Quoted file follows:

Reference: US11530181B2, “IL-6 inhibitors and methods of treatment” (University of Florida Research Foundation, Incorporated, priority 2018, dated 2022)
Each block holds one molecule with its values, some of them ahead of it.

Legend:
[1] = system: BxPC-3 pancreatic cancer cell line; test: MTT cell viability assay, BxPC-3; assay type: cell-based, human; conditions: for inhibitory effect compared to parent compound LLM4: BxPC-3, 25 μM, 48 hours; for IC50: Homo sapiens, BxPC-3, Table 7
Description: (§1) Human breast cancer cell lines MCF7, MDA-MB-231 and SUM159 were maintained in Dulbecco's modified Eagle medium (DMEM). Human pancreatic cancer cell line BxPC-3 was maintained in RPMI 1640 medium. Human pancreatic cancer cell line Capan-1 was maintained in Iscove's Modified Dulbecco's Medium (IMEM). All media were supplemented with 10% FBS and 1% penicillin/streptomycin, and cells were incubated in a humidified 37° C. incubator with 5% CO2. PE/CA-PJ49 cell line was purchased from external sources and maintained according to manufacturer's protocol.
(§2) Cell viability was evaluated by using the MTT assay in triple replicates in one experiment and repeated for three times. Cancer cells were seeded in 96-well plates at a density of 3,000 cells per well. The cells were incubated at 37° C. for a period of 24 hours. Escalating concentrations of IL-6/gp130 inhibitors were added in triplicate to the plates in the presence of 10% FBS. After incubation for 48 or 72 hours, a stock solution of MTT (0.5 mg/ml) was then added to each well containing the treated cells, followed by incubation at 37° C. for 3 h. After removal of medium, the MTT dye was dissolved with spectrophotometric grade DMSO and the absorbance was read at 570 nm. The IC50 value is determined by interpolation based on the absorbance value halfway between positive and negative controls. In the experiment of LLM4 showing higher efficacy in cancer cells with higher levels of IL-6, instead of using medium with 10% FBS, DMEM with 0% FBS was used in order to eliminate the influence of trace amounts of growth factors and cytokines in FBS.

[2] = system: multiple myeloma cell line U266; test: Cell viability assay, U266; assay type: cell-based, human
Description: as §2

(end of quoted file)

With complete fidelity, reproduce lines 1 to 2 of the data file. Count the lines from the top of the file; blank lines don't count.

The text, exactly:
Reference: US11530181B2, “IL-6 inhibitors and methods of treatment” (University of Florida Research Foundation, Incorporated, priority 2018, dated 2022)
Each block holds one molecule with its values, some of them ahead of it.